Copyright Holders Cannot Demand Take Down of Online Content Without a Good Faith Belief of “Fair Use” Violation

Earlier this month, the Court of Appeals for the Ninth Circuit denied summary judgment in Universal Music Group, et al. v. Stephanie Lenz, meaning that a full trial will commence to determine if Universal Music Group may be liable for briefly trying to take down a 29-second home video of a baby dancing to the Prince song “Let’s Go Crazy.”

The Ninth Circuit ruled that copyright holders cannot demand online content that uses their material be taken down without determining whether the use constitutes “fair use.”  Fair use allows portions of copyrighted works to be used for purposes of criticism, comment, research or in other limited circumstances without a license from the copyright holder.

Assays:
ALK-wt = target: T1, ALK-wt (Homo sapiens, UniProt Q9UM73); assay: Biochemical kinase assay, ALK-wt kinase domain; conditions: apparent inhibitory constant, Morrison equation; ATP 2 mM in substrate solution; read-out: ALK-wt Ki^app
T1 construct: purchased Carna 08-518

The case started in a San Jose federal court in 2008 and since then, Universal has spent years trying to dismiss Lenz’s lawsuit. Lenz contends that the media giant and Prince are abusing the Digital Millennium Copyright Act (“DMCA”), which was intended to reduce intellectual property thievery on the Web.

Judge Richard C. Tallman stated that “copyright holders cannot shirk their duty to consider—in good faith and prior to sending a takedown notification — whether allegedly infringing material constitutes fair use.”

Attorneys for Universal argued that the company’s handling of the video complied with notice-and-takedown procedure of the DMCA, while attorneys for Lenz contended that “Universal did not give a moment’s thought to whether the video is a fair use.”

A jury will now have to decide whether Universal had formed a good faith belief that the video violated fair use.